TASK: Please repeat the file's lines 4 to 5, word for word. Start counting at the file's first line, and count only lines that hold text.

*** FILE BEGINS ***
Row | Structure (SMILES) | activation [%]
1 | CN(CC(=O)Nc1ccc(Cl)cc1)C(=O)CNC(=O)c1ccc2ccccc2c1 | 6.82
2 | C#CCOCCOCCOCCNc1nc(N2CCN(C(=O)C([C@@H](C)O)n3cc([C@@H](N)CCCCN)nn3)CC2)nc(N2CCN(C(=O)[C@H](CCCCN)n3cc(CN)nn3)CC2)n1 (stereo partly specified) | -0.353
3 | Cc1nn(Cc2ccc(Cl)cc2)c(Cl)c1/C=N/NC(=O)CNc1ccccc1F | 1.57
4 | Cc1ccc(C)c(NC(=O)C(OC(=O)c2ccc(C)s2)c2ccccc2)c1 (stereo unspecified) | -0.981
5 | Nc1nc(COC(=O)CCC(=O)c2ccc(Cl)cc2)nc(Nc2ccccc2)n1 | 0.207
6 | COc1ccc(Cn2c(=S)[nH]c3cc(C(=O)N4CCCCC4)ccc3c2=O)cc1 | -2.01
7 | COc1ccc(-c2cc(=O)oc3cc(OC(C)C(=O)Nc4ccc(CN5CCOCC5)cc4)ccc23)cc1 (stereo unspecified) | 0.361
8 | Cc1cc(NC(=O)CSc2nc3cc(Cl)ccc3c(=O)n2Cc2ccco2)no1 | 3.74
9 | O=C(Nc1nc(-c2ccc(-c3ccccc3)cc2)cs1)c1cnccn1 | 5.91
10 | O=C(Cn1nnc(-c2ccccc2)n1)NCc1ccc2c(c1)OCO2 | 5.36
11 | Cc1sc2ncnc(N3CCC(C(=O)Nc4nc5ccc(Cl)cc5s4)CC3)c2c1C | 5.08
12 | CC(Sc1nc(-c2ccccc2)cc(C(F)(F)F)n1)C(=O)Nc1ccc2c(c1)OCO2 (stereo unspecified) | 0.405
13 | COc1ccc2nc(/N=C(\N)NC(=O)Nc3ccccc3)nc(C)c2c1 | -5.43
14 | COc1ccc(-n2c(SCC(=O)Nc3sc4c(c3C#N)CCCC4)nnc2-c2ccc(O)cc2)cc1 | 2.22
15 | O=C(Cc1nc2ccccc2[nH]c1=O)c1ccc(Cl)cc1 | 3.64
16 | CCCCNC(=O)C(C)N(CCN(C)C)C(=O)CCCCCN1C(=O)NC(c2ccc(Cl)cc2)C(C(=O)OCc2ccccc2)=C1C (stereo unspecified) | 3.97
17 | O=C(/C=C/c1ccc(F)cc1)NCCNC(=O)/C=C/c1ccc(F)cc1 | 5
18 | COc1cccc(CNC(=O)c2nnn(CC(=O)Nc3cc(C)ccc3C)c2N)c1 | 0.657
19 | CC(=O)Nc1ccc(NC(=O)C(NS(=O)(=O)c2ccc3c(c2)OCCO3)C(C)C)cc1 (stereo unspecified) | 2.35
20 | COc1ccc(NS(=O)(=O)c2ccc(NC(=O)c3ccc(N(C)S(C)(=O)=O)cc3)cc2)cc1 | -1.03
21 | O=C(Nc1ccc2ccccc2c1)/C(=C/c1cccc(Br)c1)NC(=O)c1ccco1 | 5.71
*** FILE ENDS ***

3 | Cc1nn(Cc2ccc(Cl)cc2)c(Cl)c1/C=N/NC(=O)CNc1ccccc1F | 1.57
4 | Cc1ccc(C)c(NC(=O)C(OC(=O)c2ccc(C)s2)c2ccccc2)c1 (stereo unspecified) | -0.981